“Imaginary evil,” Simone Weil wrote, “is romantic and varied; real evil is gloomy, monotonous, barren, boring. Imaginary good is boring; real good is always new, marvelous, intoxicating.” Is it even possible to portray goodness convincingly in fiction? Not many contemporary novelists have tried. In GODRIC, published in 1980, Frederick Buechner took as his protagonist not merely a good person but a twelfth century saint. Buechner’s Godric is far from perfect, all too human in his failings, yet he is also a man touched by grace, a vehicle of genuine goodness.
In BRENDAN, his first novel since GODRIC and his eleventh to date, Buechner turns to another saint’s life. The historical Brendan was born in western Ireland in A.D. 484 or thereabouts and lived for some ninety years. At the time of his youth, Christianity had only recently been introduced to Ireland and pagan practices still flourished. Soon, Irish monasteries were to become vital centers of culture, preserving knowledge that was being lost in Europe’s Dark Ages. To later generations, however, Brendan was best known for his fabulous voyages, which became the basis for a widely circulated medieval legend.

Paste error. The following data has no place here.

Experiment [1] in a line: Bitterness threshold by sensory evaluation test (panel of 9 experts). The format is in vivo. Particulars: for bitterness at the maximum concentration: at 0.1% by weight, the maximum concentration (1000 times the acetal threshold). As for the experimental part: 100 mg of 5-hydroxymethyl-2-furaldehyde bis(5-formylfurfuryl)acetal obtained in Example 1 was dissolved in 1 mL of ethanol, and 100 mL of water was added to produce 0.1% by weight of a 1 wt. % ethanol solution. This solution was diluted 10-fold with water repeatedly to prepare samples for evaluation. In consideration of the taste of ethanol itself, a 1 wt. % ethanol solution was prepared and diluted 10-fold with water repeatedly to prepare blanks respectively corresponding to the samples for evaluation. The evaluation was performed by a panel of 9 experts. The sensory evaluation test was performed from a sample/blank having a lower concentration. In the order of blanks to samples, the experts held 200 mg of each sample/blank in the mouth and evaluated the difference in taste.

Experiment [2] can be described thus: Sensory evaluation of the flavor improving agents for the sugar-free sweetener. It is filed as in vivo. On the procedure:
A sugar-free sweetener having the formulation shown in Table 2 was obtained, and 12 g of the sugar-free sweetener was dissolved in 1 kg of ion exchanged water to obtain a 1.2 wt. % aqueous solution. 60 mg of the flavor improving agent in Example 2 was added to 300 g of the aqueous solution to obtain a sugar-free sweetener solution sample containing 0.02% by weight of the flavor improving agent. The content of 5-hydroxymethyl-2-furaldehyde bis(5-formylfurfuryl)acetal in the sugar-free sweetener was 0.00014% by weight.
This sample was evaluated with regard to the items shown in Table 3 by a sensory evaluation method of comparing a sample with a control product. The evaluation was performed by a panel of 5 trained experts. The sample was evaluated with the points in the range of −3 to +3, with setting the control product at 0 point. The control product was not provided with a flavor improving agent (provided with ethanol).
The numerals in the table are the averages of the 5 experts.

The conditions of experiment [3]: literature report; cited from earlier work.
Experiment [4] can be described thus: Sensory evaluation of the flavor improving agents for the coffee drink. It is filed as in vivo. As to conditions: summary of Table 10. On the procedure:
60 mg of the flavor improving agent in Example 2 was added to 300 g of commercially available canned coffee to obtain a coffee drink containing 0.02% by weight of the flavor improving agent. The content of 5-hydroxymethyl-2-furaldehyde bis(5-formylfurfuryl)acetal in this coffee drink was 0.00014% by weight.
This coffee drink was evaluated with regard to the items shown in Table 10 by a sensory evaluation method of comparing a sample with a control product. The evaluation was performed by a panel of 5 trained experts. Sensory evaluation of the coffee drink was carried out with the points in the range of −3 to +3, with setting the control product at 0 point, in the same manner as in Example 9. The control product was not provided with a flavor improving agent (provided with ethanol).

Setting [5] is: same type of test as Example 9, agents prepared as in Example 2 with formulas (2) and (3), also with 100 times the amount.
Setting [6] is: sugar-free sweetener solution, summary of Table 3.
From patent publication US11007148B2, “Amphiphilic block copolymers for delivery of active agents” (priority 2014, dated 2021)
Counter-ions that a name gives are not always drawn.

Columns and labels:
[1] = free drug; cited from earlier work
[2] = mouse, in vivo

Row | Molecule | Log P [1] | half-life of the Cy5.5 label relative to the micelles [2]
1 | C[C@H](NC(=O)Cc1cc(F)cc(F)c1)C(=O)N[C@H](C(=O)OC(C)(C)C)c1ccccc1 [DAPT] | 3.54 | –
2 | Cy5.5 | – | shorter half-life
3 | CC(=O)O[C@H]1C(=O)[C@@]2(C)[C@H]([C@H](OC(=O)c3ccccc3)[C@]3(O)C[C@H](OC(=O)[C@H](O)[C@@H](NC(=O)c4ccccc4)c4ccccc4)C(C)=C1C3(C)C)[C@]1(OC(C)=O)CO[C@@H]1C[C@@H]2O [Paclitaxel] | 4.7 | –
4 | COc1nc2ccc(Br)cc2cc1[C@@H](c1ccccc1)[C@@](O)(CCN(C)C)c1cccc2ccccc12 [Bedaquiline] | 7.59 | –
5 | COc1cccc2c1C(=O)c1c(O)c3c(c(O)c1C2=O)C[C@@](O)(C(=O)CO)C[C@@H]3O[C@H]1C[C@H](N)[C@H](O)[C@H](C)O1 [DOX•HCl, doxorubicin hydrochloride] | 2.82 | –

Taking the sketchy historical record as his point of departure, Buechner re-creates the world of fifth and sixth century Ireland. Except for one brief section, the story is told not by Brendan himself but by his friend Finn, who makes no pretensions to sainthood. The tone of...
(The entire section is 577 words.)